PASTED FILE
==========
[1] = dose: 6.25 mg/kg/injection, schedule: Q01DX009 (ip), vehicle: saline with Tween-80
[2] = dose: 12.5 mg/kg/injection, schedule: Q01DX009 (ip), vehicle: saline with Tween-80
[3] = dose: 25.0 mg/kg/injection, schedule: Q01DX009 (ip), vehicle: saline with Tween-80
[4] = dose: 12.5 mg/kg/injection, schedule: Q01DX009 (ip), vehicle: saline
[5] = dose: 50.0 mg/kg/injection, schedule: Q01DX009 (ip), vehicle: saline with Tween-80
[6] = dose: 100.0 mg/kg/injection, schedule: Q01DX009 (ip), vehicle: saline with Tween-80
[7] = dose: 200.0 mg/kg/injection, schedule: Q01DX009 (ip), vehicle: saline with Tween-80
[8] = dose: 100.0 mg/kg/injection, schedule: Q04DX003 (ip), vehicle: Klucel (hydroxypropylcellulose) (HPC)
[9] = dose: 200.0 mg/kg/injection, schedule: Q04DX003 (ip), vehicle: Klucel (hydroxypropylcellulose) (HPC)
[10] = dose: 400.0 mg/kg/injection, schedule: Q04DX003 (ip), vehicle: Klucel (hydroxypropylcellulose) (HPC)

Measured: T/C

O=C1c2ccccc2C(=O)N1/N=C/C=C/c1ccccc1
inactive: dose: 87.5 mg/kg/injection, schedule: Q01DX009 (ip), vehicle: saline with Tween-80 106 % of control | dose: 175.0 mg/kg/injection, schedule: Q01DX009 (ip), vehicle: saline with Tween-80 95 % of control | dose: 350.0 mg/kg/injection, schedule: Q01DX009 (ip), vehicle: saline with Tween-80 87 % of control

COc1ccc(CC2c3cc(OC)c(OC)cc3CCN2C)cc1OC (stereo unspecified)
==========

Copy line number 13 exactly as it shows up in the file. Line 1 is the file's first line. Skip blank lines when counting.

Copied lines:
inactive: dose: 87.5 mg/kg/injection, schedule: Q01DX009 (ip), vehicle: saline with Tween-80 106 % of control | dose: 175.0 mg/kg/injection, schedule: Q01DX009 (ip), vehicle: saline with Tween-80 95 % of control | dose: 350.0 mg/kg/injection, schedule: Q01DX009 (ip), vehicle: saline with Tween-80 87 % of control